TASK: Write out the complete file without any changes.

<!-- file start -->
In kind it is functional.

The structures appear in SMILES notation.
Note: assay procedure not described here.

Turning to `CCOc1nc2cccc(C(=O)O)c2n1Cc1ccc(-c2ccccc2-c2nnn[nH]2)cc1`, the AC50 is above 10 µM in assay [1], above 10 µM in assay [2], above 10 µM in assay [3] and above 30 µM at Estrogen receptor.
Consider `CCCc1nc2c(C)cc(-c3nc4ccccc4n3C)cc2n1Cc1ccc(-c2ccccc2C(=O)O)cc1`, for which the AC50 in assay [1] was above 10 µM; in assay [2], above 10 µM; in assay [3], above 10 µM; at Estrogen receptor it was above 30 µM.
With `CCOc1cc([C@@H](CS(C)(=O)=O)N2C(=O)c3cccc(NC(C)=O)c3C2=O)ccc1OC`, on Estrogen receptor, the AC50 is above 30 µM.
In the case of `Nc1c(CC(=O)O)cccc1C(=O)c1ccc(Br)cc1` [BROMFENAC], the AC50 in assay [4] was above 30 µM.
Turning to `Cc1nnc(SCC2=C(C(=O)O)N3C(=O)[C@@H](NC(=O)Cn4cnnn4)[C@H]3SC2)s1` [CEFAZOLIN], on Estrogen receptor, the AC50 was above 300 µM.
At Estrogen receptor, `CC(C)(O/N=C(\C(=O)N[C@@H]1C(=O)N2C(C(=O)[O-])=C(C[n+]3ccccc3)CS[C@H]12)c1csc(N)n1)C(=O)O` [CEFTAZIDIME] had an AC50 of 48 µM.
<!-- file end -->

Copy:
In kind it is functional.

The structures appear in SMILES notation.
Note: assay procedure not described here.

Turning to `CCOc1nc2cccc(C(=O)O)c2n1Cc1ccc(-c2ccccc2-c2nnn[nH]2)cc1`, the AC50 is above 10 µM in assay [1], above 10 µM in assay [2], above 10 µM in assay [3] and above 30 µM at Estrogen receptor.
Consider `CCCc1nc2c(C)cc(-c3nc4ccccc4n3C)cc2n1Cc1ccc(-c2ccccc2C(=O)O)cc1`, for which the AC50 in assay [1] was above 10 µM; in assay [2], above 10 µM; in assay [3], above 10 µM; at Estrogen receptor it was above 30 µM.
With `CCOc1cc([C@@H](CS(C)(=O)=O)N2C(=O)c3cccc(NC(C)=O)c3C2=O)ccc1OC`, on Estrogen receptor, the AC50 is above 30 µM.
In the case of `Nc1c(CC(=O)O)cccc1C(=O)c1ccc(Br)cc1` [BROMFENAC], the AC50 in assay [4] was above 30 µM.
Turning to `Cc1nnc(SCC2=C(C(=O)O)N3C(=O)[C@@H](NC(=O)Cn4cnnn4)[C@H]3SC2)s1` [CEFAZOLIN], on Estrogen receptor, the AC50 was above 300 µM.
At Estrogen receptor, `CC(C)(O/N=C(\C(=O)N[C@@H]1C(=O)N2C(C(=O)[O-])=C(C[n+]3ccccc3)CS[C@H]12)c1csc(N)n1)C(=O)O` [CEFTAZIDIME] had an AC50 of 48 µM.